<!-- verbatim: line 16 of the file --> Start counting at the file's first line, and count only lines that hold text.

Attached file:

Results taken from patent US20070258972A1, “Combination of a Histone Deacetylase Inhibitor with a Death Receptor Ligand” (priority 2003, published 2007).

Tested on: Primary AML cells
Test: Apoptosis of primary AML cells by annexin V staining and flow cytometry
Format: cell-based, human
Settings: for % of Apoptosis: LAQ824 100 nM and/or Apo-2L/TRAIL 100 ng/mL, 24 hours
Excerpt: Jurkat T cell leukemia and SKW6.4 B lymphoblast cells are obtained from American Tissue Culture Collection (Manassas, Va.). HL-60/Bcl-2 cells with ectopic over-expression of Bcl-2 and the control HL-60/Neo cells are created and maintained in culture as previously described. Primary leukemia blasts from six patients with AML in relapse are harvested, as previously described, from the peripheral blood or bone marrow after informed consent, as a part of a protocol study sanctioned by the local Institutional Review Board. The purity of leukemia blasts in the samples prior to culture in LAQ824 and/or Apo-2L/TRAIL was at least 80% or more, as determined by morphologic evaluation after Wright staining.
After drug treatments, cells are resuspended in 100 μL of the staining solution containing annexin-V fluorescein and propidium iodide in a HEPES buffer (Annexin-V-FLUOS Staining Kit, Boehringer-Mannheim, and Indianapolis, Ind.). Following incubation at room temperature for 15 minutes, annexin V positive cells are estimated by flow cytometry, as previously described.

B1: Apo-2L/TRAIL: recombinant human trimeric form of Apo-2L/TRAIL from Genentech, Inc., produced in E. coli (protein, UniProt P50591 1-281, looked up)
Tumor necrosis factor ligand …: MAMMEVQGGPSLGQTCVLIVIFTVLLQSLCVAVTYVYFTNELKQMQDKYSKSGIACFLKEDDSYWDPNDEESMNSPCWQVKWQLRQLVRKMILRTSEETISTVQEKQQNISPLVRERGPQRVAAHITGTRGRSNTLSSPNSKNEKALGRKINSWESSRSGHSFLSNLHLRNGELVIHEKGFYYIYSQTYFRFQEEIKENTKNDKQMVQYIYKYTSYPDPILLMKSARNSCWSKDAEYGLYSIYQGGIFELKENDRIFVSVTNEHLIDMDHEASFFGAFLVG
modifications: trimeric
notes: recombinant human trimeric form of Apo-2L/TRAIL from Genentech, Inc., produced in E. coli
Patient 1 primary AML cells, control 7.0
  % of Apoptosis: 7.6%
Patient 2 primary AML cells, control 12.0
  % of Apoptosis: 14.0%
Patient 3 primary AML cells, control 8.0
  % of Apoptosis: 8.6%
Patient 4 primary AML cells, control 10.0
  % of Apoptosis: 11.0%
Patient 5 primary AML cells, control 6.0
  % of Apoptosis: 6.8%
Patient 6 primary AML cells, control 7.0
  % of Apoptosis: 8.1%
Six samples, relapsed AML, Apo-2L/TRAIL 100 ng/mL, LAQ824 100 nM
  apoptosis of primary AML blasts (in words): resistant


Patient 3 primary AML cells, control 8.0